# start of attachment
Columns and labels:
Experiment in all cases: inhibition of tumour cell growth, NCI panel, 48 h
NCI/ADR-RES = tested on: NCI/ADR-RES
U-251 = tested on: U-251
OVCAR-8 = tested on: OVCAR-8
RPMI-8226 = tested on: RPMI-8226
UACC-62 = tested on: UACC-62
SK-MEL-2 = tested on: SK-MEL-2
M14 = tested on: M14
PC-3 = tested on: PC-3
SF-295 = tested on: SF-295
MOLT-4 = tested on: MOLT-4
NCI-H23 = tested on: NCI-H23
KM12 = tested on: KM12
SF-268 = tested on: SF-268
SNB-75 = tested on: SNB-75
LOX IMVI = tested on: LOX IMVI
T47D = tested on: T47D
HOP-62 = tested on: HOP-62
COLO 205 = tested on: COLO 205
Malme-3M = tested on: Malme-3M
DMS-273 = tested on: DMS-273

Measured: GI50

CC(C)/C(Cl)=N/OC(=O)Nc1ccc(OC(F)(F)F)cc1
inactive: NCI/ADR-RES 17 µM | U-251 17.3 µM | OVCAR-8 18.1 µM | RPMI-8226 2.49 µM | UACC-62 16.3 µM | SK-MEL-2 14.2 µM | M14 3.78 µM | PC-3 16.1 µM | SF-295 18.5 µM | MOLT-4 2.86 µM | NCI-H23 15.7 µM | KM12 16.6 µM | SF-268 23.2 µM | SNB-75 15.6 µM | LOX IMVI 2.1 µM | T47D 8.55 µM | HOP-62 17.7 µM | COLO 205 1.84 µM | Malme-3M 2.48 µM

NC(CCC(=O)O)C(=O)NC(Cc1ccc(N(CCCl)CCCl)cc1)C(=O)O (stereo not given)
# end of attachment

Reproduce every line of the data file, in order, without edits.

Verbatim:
Columns and labels:
Experiment in all cases: inhibition of tumour cell growth, NCI panel, 48 h
NCI/ADR-RES = tested on: NCI/ADR-RES
U-251 = tested on: U-251
OVCAR-8 = tested on: OVCAR-8
RPMI-8226 = tested on: RPMI-8226
UACC-62 = tested on: UACC-62
SK-MEL-2 = tested on: SK-MEL-2
M14 = tested on: M14
PC-3 = tested on: PC-3
SF-295 = tested on: SF-295
MOLT-4 = tested on: MOLT-4
NCI-H23 = tested on: NCI-H23
KM12 = tested on: KM12
SF-268 = tested on: SF-268
SNB-75 = tested on: SNB-75
LOX IMVI = tested on: LOX IMVI
T47D = tested on: T47D
HOP-62 = tested on: HOP-62
COLO 205 = tested on: COLO 205
Malme-3M = tested on: Malme-3M
DMS-273 = tested on: DMS-273

Measured: GI50

CC(C)/C(Cl)=N/OC(=O)Nc1ccc(OC(F)(F)F)cc1
inactive: NCI/ADR-RES 17 µM | U-251 17.3 µM | OVCAR-8 18.1 µM | RPMI-8226 2.49 µM | UACC-62 16.3 µM | SK-MEL-2 14.2 µM | M14 3.78 µM | PC-3 16.1 µM | SF-295 18.5 µM | MOLT-4 2.86 µM | NCI-H23 15.7 µM | KM12 16.6 µM | SF-268 23.2 µM | SNB-75 15.6 µM | LOX IMVI 2.1 µM | T47D 8.55 µM | HOP-62 17.7 µM | COLO 205 1.84 µM | Malme-3M 2.48 µM

NC(CCC(=O)O)C(=O)NC(Cc1ccc(N(CCCl)CCCl)cc1)C(=O)O (stereo not given)